Governors urge PTC extension; Grassley sees fate tied to fiscal cliff
The governors come from states that receive a significant portion of their electricity from wind or have major manufacturing facilities where turbines, towers, blades and other components are built. Organized as the Governors’ Wind Energy Coalition, the state leaders have been part of the yearlong push to extend the production tax credit, which is scheduled to expire at the end of the year.
“Due to the uncertainty that has resulted … we have begun to see a negative economic impact and loss of jobs in our states,” Iowa Gov. Terry Branstad (R) said at a Capitol Hill news conference today.
Govs. John Kitzhaber (D-Ore.), Sam Brownback (R-Kan.) and John Hickenlooper (D-Colo.) participated in today’s news conference by phone, sharing stories of how the wind industry has grown in their states and calling for an extension of the credit. The governors’ coalition also sent a letter to House and Senate leaders yesterday urging an extension of the credit.
Wind industry lobbyists remain optimistic that the PTC will win an extension during the lame-duck session that begins this afternoon, although its prospects are expected to be closely tied to several other pieces of year-end business collectively known as the “fiscal cliff.”
Lawmakers and the White House continue to negotiate over those broader issues, which include whether to extend income and investment tax cuts enacted under President George W. Bush and whether to stall billions of dollars in mandatory “sequestration” spending cuts that will hit all federal agencies in January.
The Senate Finance Committee in August approved an extension of the PTC as part of a larger bill covering dozens of so-called tax extenders, which are temporary but often renewed tax breaks for individuals and businesses, but that bill has not yet come to the floor. Leadership aides have said it remains a top priority for Senate Majority Leader Harry Reid (D-Nev.), although timing remains in flux.
Sen. Chuck Grassley (R-Iowa), who sponsored legislation creating the PTC in 1992, said an extension of the credit is likely to depend on the fate of ongoing negotiations among House Speaker John Boehner (R-Ohio), President Obama and other officials regarding the larger fiscal cliff issues. If they can get a deal, he said, he expects the PTC to be included along with the other broadly supported extenders, such as the research and development tax credit.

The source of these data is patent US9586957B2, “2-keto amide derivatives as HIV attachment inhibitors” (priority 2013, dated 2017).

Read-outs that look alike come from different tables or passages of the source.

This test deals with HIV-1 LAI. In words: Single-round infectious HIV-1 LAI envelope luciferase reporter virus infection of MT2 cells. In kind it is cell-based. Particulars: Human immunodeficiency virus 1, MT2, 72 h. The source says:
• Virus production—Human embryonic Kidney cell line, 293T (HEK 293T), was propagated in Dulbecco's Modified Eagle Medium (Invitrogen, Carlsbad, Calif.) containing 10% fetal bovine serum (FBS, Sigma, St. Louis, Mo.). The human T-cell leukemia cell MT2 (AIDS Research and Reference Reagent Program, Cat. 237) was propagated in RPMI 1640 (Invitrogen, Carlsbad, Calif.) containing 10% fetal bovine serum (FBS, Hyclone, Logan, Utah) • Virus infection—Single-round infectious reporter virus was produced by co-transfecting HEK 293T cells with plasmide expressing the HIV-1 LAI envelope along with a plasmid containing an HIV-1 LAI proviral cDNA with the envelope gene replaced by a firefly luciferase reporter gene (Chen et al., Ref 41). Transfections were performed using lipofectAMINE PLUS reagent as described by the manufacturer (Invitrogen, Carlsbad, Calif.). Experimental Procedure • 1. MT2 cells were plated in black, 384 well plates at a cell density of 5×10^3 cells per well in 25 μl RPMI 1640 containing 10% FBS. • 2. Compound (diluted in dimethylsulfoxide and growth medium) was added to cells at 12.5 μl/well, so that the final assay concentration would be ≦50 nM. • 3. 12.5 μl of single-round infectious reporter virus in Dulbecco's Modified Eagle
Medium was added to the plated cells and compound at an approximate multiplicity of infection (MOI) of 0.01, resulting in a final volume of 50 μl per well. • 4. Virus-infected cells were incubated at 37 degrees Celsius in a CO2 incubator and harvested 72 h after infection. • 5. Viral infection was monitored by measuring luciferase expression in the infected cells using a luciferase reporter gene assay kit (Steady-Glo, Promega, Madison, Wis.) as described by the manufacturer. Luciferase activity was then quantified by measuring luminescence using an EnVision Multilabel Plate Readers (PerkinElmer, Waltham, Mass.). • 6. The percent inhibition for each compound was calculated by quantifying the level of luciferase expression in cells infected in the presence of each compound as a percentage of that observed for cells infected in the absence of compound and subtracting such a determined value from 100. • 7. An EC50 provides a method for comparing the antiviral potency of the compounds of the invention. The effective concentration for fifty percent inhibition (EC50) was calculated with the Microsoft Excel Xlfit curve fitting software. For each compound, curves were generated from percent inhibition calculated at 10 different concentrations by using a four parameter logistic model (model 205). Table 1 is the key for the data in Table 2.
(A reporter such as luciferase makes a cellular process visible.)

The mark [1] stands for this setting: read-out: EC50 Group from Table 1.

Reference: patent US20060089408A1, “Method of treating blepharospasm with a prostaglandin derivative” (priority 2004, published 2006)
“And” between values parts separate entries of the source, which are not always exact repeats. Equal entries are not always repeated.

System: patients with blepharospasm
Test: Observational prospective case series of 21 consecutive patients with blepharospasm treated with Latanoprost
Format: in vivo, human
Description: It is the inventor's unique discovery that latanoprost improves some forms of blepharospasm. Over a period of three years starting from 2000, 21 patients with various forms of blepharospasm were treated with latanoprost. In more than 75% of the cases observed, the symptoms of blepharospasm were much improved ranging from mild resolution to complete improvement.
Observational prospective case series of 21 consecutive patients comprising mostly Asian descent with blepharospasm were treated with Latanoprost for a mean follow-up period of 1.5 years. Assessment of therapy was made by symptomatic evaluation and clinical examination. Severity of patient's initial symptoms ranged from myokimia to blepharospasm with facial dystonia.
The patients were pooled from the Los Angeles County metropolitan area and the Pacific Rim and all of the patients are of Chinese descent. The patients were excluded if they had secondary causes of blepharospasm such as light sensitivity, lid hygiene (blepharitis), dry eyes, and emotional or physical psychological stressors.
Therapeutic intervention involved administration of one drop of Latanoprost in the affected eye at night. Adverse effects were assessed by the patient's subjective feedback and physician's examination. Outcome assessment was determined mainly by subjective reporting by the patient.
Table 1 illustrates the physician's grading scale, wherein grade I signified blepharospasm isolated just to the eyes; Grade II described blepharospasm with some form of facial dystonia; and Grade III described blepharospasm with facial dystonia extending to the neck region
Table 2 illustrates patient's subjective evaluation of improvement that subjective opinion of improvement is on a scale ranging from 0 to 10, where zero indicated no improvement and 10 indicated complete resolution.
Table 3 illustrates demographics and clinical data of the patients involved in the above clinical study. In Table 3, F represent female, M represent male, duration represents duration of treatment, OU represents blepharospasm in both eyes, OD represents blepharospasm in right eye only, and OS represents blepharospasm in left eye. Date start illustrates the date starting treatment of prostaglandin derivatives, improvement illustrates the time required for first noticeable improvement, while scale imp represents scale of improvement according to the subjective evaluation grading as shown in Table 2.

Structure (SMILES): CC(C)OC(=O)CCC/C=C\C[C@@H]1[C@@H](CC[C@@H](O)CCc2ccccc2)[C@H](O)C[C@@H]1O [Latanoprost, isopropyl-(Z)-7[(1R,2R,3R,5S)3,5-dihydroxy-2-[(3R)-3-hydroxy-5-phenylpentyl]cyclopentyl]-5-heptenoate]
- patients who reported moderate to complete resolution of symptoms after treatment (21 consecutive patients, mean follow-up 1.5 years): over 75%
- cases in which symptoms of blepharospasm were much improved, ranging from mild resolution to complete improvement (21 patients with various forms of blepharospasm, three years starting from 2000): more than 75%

“I would expect that they all would go through, although a lot depends on conversations that are going on … unrelated to wind and unrelated to extenders, conversations that are going on between Speaker Boehner and the president of the United States,” Grassley said.
Grassley declined to offer an opinion on the broader fiscal cliff issues, such as whether tax rates should go up for wealthy taxpayers at the end of the year, which is a key sticking point in the negotiations. The senior Republican lawmaker said he was primarily interested to see the process continue and avoid a stalemate.
The PTC and other clean energy issues are “not the most important thing” in the negotiations between Obama and Boehner, Grassley acknowledged. But he said he would continue to point out the importance of extending the wind credit and remained hopeful it would be part of a deal.
The PTC provides wind developers a $22 credit for every megawatt-hour of electricity from turbines that come online by Dec. 31, but without an extension, industry officials have warned that almost no wind farms would be built next year, causing jobs to be lost throughout the industry. Already this year, at least 4,000 jobs have been lost, mostly from manufacturing companies that have received few orders amid uncertainty over whether the credit will be extended, industry officials estimate.
The American Wind Energy Association says expiration of the PTC will cost a total of 37,000 jobs by next year, cutting the industry’s workforce in half.